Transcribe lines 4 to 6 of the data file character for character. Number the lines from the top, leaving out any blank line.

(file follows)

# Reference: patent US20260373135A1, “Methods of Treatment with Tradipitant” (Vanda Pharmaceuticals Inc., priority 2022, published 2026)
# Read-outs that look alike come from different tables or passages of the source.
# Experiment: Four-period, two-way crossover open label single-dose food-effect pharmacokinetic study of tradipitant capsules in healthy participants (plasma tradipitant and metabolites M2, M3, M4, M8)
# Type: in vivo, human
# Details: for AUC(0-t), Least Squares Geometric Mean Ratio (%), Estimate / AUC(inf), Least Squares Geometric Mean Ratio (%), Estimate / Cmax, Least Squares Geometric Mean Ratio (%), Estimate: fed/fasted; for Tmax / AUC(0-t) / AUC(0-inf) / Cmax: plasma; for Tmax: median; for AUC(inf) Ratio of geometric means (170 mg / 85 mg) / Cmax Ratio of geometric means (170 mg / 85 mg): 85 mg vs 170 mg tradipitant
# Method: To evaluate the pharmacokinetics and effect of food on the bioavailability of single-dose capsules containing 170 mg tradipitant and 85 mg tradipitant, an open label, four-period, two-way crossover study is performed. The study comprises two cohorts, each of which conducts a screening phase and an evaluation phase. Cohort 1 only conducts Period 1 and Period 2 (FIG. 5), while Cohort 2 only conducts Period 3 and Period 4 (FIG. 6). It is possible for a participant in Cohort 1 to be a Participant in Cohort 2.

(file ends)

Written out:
# Type: in vivo, human
# Details: for AUC(0-t), Least Squares Geometric Mean Ratio (%), Estimate / AUC(inf), Least Squares Geometric Mean Ratio (%), Estimate / Cmax, Least Squares Geometric Mean Ratio (%), Estimate: fed/fasted; for Tmax / AUC(0-t) / AUC(0-inf) / Cmax: plasma; for Tmax: median; for AUC(inf) Ratio of geometric means (170 mg / 85 mg) / Cmax Ratio of geometric means (170 mg / 85 mg): 85 mg vs 170 mg tradipitant
# Method: To evaluate the pharmacokinetics and effect of food on the bioavailability of single-dose capsules containing 170 mg tradipitant and 85 mg tradipitant, an open label, four-period, two-way crossover study is performed. The study comprises two cohorts, each of which conducts a screening phase and an evaluation phase. Cohort 1 only conducts Period 1 and Period 2 (FIG. 5), while Cohort 2 only conducts Period 3 and Period 4 (FIG. 6). It is possible for a participant in Cohort 1 to be a Participant in Cohort 2.